Thursday, March 15, 2018

Good Friday Thoughts

Last night, instead of writing a meditation on Good Friday for my church, I went out to dinner with a friend.  We had planned to go see A Wrinkle in Time, then it looked like she had to cancel completely because of home inspectors coming, then she suggested dinner.  We hadn't seen each other since summer, so we had lots to catch up on, and much of it was tinged with sadness:  hurricane repairs, the school shooting a month ago, the state of the larger world.

In times like these, the Good Friday part of Holy Week shimmers with additional meaning.  There are some Christians out there who would tell us that if we just pray hard enough, we can avoid the sadness that's out there:  our illnesses will go away, wealth will fall into our laps, prosperity of all kinds await us if we just trust in God enough.

The Good Friday story tells a different tale.  Even God must suffer in the most horrible ways.  God comes to earth to show us a better way of living our human lives, and in return, the most powerful earthly empire crucifies him.

As if that wasn't bad enough, Jesus suffers several betrayals by his closest friends.  Good Friday gives us a way to think about betrayal and how we can respond.  The Good Friday message is that we will all betray God.  But some of us will try again, while others will give up in abject despair.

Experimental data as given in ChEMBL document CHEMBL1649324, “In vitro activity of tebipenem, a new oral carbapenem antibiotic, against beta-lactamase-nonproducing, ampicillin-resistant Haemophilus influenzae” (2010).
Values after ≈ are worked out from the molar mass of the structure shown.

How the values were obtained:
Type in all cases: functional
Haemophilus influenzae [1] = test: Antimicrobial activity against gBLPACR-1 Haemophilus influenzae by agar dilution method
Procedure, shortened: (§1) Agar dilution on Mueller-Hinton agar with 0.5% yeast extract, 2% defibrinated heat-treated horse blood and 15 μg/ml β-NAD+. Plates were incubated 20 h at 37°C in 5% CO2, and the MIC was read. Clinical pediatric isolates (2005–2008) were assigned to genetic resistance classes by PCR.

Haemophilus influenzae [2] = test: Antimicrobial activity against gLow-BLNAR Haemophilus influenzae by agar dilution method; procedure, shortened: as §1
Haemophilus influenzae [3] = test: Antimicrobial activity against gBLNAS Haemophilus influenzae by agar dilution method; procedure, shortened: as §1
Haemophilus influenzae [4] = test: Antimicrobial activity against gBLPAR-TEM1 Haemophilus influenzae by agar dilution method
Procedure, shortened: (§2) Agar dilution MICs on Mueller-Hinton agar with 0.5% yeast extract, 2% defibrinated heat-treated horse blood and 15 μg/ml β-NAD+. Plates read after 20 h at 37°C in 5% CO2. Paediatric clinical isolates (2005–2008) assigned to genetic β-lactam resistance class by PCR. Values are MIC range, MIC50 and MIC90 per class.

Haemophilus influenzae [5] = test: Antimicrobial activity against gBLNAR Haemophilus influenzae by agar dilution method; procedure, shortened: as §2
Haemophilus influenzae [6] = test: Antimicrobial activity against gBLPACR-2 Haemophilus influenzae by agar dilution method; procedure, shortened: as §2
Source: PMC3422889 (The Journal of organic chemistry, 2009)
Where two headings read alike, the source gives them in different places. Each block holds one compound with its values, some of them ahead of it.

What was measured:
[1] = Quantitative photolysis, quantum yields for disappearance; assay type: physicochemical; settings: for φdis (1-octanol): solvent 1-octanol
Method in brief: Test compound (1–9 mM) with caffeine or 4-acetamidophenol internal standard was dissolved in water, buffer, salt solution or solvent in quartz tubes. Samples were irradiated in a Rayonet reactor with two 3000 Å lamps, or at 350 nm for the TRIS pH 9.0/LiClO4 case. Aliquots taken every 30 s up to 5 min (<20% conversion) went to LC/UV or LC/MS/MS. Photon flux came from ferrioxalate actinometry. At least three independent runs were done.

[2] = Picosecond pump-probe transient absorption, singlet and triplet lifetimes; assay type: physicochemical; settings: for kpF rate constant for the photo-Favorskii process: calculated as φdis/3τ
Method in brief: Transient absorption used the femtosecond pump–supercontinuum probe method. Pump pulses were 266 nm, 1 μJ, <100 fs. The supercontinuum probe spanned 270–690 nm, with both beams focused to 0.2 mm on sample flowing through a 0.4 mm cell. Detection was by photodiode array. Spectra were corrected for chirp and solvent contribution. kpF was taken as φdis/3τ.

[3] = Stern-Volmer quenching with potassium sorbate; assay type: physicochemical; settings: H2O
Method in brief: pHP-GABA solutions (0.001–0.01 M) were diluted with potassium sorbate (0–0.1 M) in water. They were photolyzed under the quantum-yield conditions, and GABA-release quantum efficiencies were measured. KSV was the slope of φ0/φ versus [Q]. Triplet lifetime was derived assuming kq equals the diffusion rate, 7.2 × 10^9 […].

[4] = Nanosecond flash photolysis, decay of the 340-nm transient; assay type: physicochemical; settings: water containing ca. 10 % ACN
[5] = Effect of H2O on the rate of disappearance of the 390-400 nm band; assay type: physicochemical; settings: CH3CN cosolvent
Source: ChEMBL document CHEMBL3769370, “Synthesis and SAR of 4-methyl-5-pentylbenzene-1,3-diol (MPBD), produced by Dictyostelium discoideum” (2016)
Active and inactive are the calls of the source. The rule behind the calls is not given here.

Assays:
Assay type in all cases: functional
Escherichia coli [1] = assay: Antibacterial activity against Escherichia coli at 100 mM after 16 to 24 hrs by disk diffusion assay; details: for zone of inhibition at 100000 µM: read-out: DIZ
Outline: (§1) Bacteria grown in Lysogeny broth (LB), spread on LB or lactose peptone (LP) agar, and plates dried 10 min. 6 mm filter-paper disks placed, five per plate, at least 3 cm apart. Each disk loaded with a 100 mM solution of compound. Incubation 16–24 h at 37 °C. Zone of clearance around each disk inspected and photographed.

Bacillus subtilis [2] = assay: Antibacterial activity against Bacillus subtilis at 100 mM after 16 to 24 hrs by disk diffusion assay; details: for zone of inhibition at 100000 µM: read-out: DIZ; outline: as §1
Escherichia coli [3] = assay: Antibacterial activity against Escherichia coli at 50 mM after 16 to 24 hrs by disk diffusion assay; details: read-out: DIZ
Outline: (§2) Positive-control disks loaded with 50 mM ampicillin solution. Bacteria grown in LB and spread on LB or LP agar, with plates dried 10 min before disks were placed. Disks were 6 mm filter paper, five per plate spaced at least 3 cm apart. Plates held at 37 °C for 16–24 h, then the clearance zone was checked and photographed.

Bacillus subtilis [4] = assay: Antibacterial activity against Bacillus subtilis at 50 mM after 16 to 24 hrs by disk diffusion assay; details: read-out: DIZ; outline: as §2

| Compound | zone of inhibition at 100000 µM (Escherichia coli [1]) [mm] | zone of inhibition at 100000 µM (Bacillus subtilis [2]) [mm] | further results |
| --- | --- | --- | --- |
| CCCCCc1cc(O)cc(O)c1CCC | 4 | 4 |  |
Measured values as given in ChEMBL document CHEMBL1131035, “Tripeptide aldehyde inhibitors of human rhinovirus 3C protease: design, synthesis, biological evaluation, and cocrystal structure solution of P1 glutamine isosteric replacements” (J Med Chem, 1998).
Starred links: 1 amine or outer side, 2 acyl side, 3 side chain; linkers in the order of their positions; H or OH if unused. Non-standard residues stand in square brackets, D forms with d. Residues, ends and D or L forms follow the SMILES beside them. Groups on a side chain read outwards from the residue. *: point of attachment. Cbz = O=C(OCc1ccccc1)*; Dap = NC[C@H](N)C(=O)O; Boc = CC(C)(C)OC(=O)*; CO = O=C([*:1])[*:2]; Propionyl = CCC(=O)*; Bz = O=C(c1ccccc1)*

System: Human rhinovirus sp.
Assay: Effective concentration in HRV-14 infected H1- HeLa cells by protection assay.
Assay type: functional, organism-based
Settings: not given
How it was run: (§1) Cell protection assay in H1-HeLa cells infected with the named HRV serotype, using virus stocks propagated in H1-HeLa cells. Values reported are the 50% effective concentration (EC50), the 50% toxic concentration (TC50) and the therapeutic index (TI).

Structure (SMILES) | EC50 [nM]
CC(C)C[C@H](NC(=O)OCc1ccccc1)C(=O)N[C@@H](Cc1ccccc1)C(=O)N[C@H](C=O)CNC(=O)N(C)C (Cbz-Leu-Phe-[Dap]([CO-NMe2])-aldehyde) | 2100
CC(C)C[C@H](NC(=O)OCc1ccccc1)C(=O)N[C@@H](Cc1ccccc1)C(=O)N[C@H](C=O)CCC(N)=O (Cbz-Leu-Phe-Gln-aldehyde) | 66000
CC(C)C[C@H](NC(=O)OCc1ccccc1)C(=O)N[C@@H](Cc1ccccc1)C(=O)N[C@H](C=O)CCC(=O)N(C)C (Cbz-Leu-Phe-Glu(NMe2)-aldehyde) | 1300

I also find myself thinking about the tree that must wish for a great destiny, but is transformed into an instrument of torture.  Likewise, Jesus, who has been in some amount of control of his own actions, but finds himself handed over to others.  In this past several years when I've watched so many friends and colleagues battle cancer--handed over to the medical-industrial complex--the idea of the Passion takes on an excruciating hue.

Easter promises us that our efforts will not be in vain. In Surprised by Hope: Rethinking Heaven, the Resurrection, and the Mission of the Church, N. T. Wright says forcefully, " . . . what you do in the Lord is not in vain. You are not oiling the wheels of a machine that's about to roll over a cliff" (208).

We may not understand how God will transform the world. We may not be able to believe that bleakness will be defeated. But Easter shows us God's promise that death is not the final answer.

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